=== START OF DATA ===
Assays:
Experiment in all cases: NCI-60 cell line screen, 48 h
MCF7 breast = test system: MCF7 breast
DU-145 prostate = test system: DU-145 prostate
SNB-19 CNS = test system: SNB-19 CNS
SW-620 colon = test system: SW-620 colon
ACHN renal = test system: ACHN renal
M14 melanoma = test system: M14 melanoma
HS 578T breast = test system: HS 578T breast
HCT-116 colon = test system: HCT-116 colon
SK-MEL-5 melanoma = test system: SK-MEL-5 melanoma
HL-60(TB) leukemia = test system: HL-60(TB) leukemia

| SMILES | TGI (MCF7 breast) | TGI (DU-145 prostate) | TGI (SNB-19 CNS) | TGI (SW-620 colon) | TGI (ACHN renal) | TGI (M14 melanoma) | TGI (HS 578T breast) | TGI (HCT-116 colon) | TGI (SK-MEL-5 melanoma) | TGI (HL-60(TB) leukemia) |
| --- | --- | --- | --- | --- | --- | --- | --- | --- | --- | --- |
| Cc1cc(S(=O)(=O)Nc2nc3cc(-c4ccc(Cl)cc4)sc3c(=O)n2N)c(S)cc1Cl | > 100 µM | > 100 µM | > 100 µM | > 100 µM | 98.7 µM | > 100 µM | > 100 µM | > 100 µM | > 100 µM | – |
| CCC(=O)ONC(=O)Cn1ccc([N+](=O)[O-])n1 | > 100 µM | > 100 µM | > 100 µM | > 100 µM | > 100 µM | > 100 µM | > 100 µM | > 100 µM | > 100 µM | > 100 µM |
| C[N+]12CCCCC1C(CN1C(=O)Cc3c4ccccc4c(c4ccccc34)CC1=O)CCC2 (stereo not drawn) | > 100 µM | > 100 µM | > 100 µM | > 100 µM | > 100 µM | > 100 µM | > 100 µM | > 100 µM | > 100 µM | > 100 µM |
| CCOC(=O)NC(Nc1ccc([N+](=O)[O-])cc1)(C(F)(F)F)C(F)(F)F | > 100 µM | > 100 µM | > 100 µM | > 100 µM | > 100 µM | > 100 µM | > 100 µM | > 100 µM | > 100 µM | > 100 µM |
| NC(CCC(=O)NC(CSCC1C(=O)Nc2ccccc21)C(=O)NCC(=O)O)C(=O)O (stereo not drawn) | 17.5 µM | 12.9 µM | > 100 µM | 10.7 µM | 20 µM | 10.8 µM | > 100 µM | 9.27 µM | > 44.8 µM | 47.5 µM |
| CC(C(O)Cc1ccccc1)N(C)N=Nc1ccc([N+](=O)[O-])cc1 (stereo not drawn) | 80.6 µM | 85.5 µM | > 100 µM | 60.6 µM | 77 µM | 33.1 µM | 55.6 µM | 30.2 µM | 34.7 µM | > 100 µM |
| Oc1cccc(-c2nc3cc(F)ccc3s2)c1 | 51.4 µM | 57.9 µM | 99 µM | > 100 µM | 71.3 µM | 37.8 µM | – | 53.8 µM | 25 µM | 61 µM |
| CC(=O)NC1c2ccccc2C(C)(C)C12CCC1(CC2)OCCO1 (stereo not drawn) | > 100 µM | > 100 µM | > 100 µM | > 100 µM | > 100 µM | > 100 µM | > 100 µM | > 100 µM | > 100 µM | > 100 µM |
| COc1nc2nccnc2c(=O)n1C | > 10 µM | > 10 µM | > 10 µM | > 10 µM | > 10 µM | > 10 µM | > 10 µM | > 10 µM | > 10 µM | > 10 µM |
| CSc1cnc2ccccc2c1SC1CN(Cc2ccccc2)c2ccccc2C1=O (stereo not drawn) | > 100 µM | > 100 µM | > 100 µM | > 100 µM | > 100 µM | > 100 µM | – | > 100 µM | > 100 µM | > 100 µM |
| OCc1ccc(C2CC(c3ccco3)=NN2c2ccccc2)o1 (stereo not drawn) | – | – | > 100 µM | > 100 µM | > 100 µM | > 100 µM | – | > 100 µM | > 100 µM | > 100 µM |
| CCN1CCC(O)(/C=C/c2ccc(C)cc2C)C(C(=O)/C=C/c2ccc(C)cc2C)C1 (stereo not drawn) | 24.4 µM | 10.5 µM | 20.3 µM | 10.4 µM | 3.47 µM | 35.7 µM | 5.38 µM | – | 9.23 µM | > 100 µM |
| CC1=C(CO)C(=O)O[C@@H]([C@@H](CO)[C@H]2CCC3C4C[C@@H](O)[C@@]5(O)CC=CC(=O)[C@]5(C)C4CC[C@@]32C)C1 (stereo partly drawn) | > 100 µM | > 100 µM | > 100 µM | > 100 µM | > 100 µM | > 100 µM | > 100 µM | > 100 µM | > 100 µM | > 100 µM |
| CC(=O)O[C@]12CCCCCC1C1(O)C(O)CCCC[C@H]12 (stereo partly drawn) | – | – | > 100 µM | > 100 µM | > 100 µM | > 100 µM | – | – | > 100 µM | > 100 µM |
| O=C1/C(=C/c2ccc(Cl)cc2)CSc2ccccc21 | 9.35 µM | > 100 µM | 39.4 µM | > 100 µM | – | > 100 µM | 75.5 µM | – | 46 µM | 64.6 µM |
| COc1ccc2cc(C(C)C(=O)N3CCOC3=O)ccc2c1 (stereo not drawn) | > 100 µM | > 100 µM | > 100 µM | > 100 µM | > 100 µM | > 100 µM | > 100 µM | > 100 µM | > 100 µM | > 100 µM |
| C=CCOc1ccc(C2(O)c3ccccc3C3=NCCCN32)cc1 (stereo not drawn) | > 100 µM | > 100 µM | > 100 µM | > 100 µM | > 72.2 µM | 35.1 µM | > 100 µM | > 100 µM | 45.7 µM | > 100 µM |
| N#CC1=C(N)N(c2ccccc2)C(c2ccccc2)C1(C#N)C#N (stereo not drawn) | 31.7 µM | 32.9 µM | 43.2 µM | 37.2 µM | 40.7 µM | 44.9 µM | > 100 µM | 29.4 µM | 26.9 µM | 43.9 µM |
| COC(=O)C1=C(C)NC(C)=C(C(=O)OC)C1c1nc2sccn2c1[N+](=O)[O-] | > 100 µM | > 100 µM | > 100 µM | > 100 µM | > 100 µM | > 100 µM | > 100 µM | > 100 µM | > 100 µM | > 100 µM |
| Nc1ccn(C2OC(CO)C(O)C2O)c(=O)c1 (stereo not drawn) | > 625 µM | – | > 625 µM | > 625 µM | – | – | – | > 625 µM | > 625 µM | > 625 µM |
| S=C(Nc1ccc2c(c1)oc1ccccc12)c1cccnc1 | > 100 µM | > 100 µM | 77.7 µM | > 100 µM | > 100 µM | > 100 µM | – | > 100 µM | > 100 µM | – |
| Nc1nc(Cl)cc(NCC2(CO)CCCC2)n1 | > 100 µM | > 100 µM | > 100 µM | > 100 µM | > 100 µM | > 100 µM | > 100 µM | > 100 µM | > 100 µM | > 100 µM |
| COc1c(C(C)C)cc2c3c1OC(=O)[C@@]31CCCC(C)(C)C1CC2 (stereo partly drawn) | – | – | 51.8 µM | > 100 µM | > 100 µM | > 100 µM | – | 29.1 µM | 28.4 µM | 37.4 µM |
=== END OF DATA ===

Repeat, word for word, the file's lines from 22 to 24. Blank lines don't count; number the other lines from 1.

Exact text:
| CC(=O)NC1c2ccccc2C(C)(C)C12CCC1(CC2)OCCO1 (stereo not drawn) | > 100 µM | > 100 µM | > 100 µM | > 100 µM | > 100 µM | > 100 µM | > 100 µM | > 100 µM | > 100 µM | > 100 µM |
| COc1nc2nccnc2c(=O)n1C | > 10 µM | > 10 µM | > 10 µM | > 10 µM | > 10 µM | > 10 µM | > 10 µM | > 10 µM | > 10 µM | > 10 µM |
| CSc1cnc2ccccc2c1SC1CN(Cc2ccccc2)c2ccccc2C1=O (stereo not drawn) | > 100 µM | > 100 µM | > 100 µM | > 100 µM | > 100 µM | > 100 µM | – | > 100 µM | > 100 µM | > 100 µM |